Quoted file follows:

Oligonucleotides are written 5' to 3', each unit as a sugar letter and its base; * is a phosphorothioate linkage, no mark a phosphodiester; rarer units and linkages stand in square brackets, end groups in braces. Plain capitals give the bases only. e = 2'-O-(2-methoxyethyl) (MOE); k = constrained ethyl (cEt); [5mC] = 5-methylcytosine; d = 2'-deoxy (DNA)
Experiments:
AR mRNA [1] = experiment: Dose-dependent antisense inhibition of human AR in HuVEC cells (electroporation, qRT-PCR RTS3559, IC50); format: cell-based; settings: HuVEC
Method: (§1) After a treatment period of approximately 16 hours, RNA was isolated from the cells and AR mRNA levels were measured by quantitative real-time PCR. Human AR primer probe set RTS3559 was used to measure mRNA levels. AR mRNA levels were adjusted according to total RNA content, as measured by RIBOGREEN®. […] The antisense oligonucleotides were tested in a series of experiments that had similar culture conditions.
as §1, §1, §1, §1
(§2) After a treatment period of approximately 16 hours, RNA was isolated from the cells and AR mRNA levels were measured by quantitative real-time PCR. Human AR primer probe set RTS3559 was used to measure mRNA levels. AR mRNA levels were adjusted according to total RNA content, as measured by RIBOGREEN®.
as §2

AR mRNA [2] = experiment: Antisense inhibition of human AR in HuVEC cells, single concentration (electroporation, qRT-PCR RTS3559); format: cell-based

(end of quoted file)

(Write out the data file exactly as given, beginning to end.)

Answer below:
Oligonucleotides are written 5' to 3', each unit as a sugar letter and its base; * is a phosphorothioate linkage, no mark a phosphodiester; rarer units and linkages stand in square brackets, end groups in braces. Plain capitals give the bases only. e = 2'-O-(2-methoxyethyl) (MOE); k = constrained ethyl (cEt); [5mC] = 5-methylcytosine; d = 2'-deoxy (DNA)
Experiments:
AR mRNA [1] = experiment: Dose-dependent antisense inhibition of human AR in HuVEC cells (electroporation, qRT-PCR RTS3559, IC50); format: cell-based; settings: HuVEC
Method: (§1) After a treatment period of approximately 16 hours, RNA was isolated from the cells and AR mRNA levels were measured by quantitative real-time PCR. Human AR primer probe set RTS3559 was used to measure mRNA levels. AR mRNA levels were adjusted according to total RNA content, as measured by RIBOGREEN®. […] The antisense oligonucleotides were tested in a series of experiments that had similar culture conditions.
as §1, §1, §1, §1
(§2) After a treatment period of approximately 16 hours, RNA was isolated from the cells and AR mRNA levels were measured by quantitative real-time PCR. Human AR primer probe set RTS3559 was used to measure mRNA levels. AR mRNA levels were adjusted according to total RNA content, as measured by RIBOGREEN®.
as §2

AR mRNA [2] = experiment: Antisense inhibition of human AR in HuVEC cells, single concentration (electroporation, qRT-PCR RTS3559); format: cell-based